* Q1 industrial profit 2.21 bln euros vs poll avg 2.19 bln
Q1 industrial profit margin 11 pct vs yr-earlier 13.2 pct
* New orders 22.48 bln euros vs poll avg 20.81 bln
* Slump in fossil power market not temporary - CEO (Adds CEO comment, details on impact on U.S. tax reform, background)
MUNICH, Jan 31 (Reuters) - German engineering group Siemens posted a 14 percent decline in quarterly industrial profit as it struggled with continued weak demand from the power and gas sector and ramped up investments in its flagship factory software.
"The declining market for fossil power generation is not a temporary slump. Instead it reveals the expected dramatic development that we'll only be able to address and we must address by taking strategic measures," Chief Executive Joe Kaeser said as the group published results on Wednesday.
The group is in talks with labour representative about implementing job cuts, it said.
Industrial profit at the trains-to-turbines group came to 2.21 billion euros ($2.75 billion) in the fiscal first quarter to end-December, taking a hit from a near halving of profits at the Power and Gas division.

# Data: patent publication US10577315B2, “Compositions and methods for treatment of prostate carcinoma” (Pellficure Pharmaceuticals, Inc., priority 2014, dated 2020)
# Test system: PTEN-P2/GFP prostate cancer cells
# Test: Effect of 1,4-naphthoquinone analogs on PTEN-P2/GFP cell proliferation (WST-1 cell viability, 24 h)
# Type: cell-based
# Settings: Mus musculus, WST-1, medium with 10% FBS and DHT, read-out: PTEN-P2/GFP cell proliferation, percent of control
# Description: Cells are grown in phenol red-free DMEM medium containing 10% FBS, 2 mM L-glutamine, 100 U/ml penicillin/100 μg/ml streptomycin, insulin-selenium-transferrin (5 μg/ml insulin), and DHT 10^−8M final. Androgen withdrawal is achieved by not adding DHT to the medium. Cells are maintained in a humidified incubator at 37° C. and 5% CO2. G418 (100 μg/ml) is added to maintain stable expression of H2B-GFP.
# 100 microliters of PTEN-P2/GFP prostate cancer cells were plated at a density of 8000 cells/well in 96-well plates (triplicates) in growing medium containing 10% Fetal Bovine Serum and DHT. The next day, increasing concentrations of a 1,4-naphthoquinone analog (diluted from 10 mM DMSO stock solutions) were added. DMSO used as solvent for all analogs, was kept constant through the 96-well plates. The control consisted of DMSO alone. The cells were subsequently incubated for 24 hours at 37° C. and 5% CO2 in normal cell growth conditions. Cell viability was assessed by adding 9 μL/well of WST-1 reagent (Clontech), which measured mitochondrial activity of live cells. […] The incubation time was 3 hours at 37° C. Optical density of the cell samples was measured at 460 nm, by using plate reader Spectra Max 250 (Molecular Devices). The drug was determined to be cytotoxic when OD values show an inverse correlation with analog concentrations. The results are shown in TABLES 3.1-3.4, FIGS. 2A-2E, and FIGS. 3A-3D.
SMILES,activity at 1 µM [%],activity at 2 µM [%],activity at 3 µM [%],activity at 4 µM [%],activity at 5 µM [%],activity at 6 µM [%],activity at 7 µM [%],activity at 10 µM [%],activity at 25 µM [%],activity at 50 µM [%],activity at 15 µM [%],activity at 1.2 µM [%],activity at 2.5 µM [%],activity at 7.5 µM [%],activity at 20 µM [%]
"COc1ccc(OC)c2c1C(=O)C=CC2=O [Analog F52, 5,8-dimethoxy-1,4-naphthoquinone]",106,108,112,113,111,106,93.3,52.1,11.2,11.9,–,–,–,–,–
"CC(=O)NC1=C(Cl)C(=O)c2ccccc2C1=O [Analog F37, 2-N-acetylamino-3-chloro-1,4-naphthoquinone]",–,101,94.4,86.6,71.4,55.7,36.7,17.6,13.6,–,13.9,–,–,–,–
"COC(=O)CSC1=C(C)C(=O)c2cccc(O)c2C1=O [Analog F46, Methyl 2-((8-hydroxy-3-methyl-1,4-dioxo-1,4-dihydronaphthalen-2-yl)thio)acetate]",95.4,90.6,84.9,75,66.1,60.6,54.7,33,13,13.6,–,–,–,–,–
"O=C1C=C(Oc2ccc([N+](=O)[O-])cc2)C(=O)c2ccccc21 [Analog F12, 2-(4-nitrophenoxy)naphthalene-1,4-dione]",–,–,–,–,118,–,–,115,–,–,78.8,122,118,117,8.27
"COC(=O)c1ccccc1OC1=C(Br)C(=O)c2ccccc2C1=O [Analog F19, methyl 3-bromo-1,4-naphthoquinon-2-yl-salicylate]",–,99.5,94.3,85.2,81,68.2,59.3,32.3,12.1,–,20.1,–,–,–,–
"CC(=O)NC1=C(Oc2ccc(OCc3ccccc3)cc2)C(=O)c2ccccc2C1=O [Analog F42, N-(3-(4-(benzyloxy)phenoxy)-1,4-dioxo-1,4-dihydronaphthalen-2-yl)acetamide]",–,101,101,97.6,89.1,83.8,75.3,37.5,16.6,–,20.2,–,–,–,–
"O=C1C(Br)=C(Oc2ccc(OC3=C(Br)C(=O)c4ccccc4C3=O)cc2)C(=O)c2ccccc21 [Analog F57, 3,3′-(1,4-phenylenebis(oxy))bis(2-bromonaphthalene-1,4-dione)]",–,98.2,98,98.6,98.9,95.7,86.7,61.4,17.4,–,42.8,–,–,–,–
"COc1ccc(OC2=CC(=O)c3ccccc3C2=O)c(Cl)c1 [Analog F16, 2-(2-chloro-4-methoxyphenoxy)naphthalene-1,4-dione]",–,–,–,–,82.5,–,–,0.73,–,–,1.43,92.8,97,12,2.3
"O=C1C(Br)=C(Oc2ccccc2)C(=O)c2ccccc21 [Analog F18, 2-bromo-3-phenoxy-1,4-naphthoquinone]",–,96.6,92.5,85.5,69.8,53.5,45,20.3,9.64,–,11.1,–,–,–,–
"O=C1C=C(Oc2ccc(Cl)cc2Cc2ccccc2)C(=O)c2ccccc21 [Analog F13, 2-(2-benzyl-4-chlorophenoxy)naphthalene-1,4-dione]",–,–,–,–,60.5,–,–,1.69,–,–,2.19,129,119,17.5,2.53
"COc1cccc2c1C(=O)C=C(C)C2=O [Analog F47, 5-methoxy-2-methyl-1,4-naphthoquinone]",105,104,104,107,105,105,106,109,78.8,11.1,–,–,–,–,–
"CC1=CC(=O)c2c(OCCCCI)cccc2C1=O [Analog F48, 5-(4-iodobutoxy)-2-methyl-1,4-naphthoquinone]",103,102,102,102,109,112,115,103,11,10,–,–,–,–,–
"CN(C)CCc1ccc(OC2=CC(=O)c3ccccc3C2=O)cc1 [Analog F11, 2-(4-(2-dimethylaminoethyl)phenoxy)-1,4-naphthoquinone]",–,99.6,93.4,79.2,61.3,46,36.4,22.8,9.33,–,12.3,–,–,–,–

That compares with consensus for 2.19 billion in a Reuters poll of analysts.
The profit margin from industrial business shrank to 11 percent from 13.2 percent in the year-earlier period.
Arch-rival General Electric, which is struggling to reverse steep declines in some of its units and looking to sell $20 billion of assets, reported an industrial margin of 11.2 percent for the December quarter.
Both conglomerates are slimming down - GE faster than Siemens. The German group under Kaeser in the last year alone has hived off its wind-power unit into a joint venture and agreed to do the same with its trains and signalling unit.
Siemens's quarterly sales rose 3 percent to 19.82 billion euros, broadly in line with consensus, while new orders jumped 14 percent to 22.48 billion euros, compared with the average analyst forecast for 20.81 billion euros.
Separately, Siemens said U.S. tax reforms resulting in a lowering of the corporate tax rate led to a net positive effect of 437 million euros in the fiscal first quarter.
It said it assumes a tax rate at the lower end of the forecast range of 27 to 33 percent for fiscal 2018. ($1 = 0.8048 euros) (Reporting by Georgina Prodhan and Edward Taylor; Editing by Maria Sheahan)